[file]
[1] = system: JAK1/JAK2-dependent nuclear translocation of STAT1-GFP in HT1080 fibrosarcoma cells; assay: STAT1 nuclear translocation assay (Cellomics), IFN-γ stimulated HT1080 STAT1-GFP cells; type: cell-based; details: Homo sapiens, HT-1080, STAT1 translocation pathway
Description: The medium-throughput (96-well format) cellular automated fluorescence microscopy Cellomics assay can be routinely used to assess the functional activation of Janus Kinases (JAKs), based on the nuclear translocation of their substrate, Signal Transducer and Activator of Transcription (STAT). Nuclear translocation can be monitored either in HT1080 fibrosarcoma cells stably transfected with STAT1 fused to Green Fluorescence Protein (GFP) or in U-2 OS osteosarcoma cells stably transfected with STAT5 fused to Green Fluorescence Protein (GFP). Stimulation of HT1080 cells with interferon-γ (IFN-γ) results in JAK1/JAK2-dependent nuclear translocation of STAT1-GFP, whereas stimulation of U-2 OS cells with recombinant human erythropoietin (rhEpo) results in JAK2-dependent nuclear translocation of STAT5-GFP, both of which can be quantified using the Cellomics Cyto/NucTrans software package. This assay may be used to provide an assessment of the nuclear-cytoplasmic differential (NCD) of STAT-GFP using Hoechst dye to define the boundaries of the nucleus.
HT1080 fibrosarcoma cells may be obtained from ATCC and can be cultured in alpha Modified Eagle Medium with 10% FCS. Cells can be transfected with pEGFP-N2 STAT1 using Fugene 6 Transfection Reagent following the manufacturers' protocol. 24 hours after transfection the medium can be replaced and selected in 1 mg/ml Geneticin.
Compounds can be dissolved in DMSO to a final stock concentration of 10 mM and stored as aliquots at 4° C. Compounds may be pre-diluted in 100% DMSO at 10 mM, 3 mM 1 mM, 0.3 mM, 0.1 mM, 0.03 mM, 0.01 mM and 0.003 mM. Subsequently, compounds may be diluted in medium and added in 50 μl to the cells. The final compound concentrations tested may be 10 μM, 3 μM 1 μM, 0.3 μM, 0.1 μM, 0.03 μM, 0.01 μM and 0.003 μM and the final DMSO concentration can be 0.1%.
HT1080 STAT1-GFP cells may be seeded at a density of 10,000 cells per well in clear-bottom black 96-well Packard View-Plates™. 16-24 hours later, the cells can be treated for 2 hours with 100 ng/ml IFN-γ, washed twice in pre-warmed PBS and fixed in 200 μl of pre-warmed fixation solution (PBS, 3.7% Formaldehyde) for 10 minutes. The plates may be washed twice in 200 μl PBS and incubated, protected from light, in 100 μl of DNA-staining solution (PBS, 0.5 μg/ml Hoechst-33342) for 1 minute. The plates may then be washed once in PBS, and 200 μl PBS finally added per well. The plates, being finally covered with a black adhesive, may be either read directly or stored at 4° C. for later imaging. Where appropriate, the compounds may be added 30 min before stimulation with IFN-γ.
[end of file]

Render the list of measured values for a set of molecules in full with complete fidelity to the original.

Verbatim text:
[1] = system: JAK1/JAK2-dependent nuclear translocation of STAT1-GFP in HT1080 fibrosarcoma cells; assay: STAT1 nuclear translocation assay (Cellomics), IFN-γ stimulated HT1080 STAT1-GFP cells; type: cell-based; details: Homo sapiens, HT-1080, STAT1 translocation pathway
Description: The medium-throughput (96-well format) cellular automated fluorescence microscopy Cellomics assay can be routinely used to assess the functional activation of Janus Kinases (JAKs), based on the nuclear translocation of their substrate, Signal Transducer and Activator of Transcription (STAT). Nuclear translocation can be monitored either in HT1080 fibrosarcoma cells stably transfected with STAT1 fused to Green Fluorescence Protein (GFP) or in U-2 OS osteosarcoma cells stably transfected with STAT5 fused to Green Fluorescence Protein (GFP). Stimulation of HT1080 cells with interferon-γ (IFN-γ) results in JAK1/JAK2-dependent nuclear translocation of STAT1-GFP, whereas stimulation of U-2 OS cells with recombinant human erythropoietin (rhEpo) results in JAK2-dependent nuclear translocation of STAT5-GFP, both of which can be quantified using the Cellomics Cyto/NucTrans software package. This assay may be used to provide an assessment of the nuclear-cytoplasmic differential (NCD) of STAT-GFP using Hoechst dye to define the boundaries of the nucleus.
HT1080 fibrosarcoma cells may be obtained from ATCC and can be cultured in alpha Modified Eagle Medium with 10% FCS. Cells can be transfected with pEGFP-N2 STAT1 using Fugene 6 Transfection Reagent following the manufacturers' protocol. 24 hours after transfection the medium can be replaced and selected in 1 mg/ml Geneticin.
Compounds can be dissolved in DMSO to a final stock concentration of 10 mM and stored as aliquots at 4° C. Compounds may be pre-diluted in 100% DMSO at 10 mM, 3 mM 1 mM, 0.3 mM, 0.1 mM, 0.03 mM, 0.01 mM and 0.003 mM. Subsequently, compounds may be diluted in medium and added in 50 μl to the cells. The final compound concentrations tested may be 10 μM, 3 μM 1 μM, 0.3 μM, 0.1 μM, 0.03 μM, 0.01 μM and 0.003 μM and the final DMSO concentration can be 0.1%.
HT1080 STAT1-GFP cells may be seeded at a density of 10,000 cells per well in clear-bottom black 96-well Packard View-Plates™. 16-24 hours later, the cells can be treated for 2 hours with 100 ng/ml IFN-γ, washed twice in pre-warmed PBS and fixed in 200 μl of pre-warmed fixation solution (PBS, 3.7% Formaldehyde) for 10 minutes. The plates may be washed twice in 200 μl PBS and incubated, protected from light, in 100 μl of DNA-staining solution (PBS, 0.5 μg/ml Hoechst-33342) for 1 minute. The plates may then be washed once in PBS, and 200 μl PBS finally added per well. The plates, being finally covered with a black adhesive, may be either read directly or stored at 4° C. for later imaging. Where appropriate, the compounds may be added 30 min before stimulation with IFN-γ.